In The News
Dallas County Criminal Court No. 10
09/10/2001, Texas Lawyer
David Finn grew up in a family of lawyers. Both parents and a brother and sister are lawyers. But Finn was sold on the idea of being a lawyer while still a pre-teen, when he sat through several days of Watergate hearings in Washington, D.C. His father was tending to other business, and Finn watched a piece of history unfold.
"It opened my eyes to the political arena," Finn says, recalling the spectacle of microphones, cameras and reporters. "Flying back [home to Texas] I was set on being a lawyer and possibly at some point running for office."
After getting a degree in political science from the University of Notre Dame in 1986, Finn earned his law degree from the University of Texas School of Law in 1991, and a master's from the LBJ School of Public Affairs as part of a joint degree program. Finn signed with the Austin firm then known as Brown Maroney in its Dallas office. Involved in business litigation and insurance cases, usually on the defense side, Finn gained experience but wanted to get into court.
After two years there, Finn joined the Tarrant County DA's office and got the trial experience he wanted. In 1995, Finn was hired by then-U.S. Attorney Paul Coggins to be a federal prosecutor. While there and handling numerous cases, Finn successfully prosecuted the district's first federal "three-strikes" case - where repeat offenders could receive life terms - and landed two consecutive life sentences for a convicted armed robber.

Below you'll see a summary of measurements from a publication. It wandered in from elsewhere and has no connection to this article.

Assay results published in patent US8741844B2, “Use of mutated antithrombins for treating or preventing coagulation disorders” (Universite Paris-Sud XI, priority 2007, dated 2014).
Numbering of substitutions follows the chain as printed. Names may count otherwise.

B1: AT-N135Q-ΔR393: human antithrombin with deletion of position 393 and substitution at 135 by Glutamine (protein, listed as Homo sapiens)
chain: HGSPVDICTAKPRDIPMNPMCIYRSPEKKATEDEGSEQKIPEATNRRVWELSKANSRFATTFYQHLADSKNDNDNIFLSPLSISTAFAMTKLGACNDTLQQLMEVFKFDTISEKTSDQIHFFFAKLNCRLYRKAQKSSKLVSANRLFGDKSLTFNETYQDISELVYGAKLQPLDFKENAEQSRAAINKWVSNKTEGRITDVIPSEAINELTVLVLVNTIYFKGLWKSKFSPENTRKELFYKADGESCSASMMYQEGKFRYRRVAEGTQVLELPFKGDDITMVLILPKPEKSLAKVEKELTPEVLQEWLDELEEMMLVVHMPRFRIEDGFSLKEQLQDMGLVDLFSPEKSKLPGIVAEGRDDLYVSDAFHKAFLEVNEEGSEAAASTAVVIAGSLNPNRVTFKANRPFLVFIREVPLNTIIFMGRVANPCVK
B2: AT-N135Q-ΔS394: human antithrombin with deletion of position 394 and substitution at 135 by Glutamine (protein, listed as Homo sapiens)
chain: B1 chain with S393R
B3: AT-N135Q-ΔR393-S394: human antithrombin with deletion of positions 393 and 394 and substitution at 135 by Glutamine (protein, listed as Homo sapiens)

Finn entered politics in 1998, successfully challenging incumbent Judge Marshall Gandy for Dallas County's Criminal Court No. 10. Finn defeated Gandy in the Republican primary and faced no Democratic challenger.
One area where Finn has earned kudos is in the way he deals with those who are convicted of battering wives or girlfriends and are sentenced to counseling. He tells the men he will personally be there for the orientation sessions to make sure they attend or to issue an arrest warrant if they do not.
Finn says only 12 percent of those ordered to take the counseling were previously attending or signing up on a timely basis. He says that has now risen to 80 percent.
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